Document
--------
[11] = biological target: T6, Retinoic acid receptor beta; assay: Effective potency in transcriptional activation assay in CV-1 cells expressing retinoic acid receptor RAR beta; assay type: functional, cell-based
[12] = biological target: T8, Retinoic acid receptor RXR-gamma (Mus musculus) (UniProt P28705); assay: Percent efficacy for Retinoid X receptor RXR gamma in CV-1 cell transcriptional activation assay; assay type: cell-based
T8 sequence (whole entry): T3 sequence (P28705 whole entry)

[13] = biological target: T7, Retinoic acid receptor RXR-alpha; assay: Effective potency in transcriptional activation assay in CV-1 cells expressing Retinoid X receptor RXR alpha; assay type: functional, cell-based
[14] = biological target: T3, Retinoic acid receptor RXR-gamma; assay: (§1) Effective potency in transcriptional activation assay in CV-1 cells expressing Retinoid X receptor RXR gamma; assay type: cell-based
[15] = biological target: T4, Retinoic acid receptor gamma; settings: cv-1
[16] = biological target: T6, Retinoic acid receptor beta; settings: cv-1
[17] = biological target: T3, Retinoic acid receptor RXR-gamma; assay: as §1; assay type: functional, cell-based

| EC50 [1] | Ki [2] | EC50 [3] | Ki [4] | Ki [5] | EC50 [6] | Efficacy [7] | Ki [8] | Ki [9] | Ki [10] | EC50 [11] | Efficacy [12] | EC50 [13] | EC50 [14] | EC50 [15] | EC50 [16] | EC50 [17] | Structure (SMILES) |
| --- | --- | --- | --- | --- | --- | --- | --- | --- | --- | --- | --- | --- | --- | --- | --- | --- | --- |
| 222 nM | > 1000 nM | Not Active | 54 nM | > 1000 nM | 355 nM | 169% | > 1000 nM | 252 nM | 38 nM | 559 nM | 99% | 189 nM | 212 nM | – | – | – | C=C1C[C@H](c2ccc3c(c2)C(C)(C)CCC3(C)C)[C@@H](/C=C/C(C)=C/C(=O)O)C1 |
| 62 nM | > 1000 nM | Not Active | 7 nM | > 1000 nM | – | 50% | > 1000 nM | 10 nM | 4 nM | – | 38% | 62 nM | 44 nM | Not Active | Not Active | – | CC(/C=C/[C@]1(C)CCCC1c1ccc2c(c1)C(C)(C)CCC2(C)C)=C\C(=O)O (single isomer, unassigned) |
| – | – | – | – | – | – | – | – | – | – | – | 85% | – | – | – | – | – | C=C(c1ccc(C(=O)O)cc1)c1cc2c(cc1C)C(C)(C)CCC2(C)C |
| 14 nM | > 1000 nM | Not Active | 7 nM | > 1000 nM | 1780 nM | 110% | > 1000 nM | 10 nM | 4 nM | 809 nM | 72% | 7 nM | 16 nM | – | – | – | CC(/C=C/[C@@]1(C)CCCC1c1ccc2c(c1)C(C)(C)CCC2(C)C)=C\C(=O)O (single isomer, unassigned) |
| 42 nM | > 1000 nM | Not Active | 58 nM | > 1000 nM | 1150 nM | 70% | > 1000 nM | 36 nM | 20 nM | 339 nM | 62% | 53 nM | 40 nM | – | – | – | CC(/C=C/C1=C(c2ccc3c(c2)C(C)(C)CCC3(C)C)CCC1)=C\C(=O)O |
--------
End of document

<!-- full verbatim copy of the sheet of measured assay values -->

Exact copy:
[11] = biological target: T6, Retinoic acid receptor beta; assay: Effective potency in transcriptional activation assay in CV-1 cells expressing retinoic acid receptor RAR beta; assay type: functional, cell-based
[12] = biological target: T8, Retinoic acid receptor RXR-gamma (Mus musculus) (UniProt P28705); assay: Percent efficacy for Retinoid X receptor RXR gamma in CV-1 cell transcriptional activation assay; assay type: cell-based
T8 sequence (whole entry): T3 sequence (P28705 whole entry)

[13] = biological target: T7, Retinoic acid receptor RXR-alpha; assay: Effective potency in transcriptional activation assay in CV-1 cells expressing Retinoid X receptor RXR alpha; assay type: functional, cell-based
[14] = biological target: T3, Retinoic acid receptor RXR-gamma; assay: (§1) Effective potency in transcriptional activation assay in CV-1 cells expressing Retinoid X receptor RXR gamma; assay type: cell-based
[15] = biological target: T4, Retinoic acid receptor gamma; settings: cv-1
[16] = biological target: T6, Retinoic acid receptor beta; settings: cv-1
[17] = biological target: T3, Retinoic acid receptor RXR-gamma; assay: as §1; assay type: functional, cell-based

| EC50 [1] | Ki [2] | EC50 [3] | Ki [4] | Ki [5] | EC50 [6] | Efficacy [7] | Ki [8] | Ki [9] | Ki [10] | EC50 [11] | Efficacy [12] | EC50 [13] | EC50 [14] | EC50 [15] | EC50 [16] | EC50 [17] | Structure (SMILES) |
| --- | --- | --- | --- | --- | --- | --- | --- | --- | --- | --- | --- | --- | --- | --- | --- | --- | --- |
| 222 nM | > 1000 nM | Not Active | 54 nM | > 1000 nM | 355 nM | 169% | > 1000 nM | 252 nM | 38 nM | 559 nM | 99% | 189 nM | 212 nM | – | – | – | C=C1C[C@H](c2ccc3c(c2)C(C)(C)CCC3(C)C)[C@@H](/C=C/C(C)=C/C(=O)O)C1 |
| 62 nM | > 1000 nM | Not Active | 7 nM | > 1000 nM | – | 50% | > 1000 nM | 10 nM | 4 nM | – | 38% | 62 nM | 44 nM | Not Active | Not Active | – | CC(/C=C/[C@]1(C)CCCC1c1ccc2c(c1)C(C)(C)CCC2(C)C)=C\C(=O)O (single isomer, unassigned) |
| – | – | – | – | – | – | – | – | – | – | – | 85% | – | – | – | – | – | C=C(c1ccc(C(=O)O)cc1)c1cc2c(cc1C)C(C)(C)CCC2(C)C |
| 14 nM | > 1000 nM | Not Active | 7 nM | > 1000 nM | 1780 nM | 110% | > 1000 nM | 10 nM | 4 nM | 809 nM | 72% | 7 nM | 16 nM | – | – | – | CC(/C=C/[C@@]1(C)CCCC1c1ccc2c(c1)C(C)(C)CCC2(C)C)=C\C(=O)O (single isomer, unassigned) |
| 42 nM | > 1000 nM | Not Active | 58 nM | > 1000 nM | 1150 nM | 70% | > 1000 nM | 36 nM | 20 nM | 339 nM | 62% | 53 nM | 40 nM | – | – | – | CC(/C=C/C1=C(c2ccc3c(c2)C(C)(C)CCC3(C)C)CCC1)=C\C(=O)O |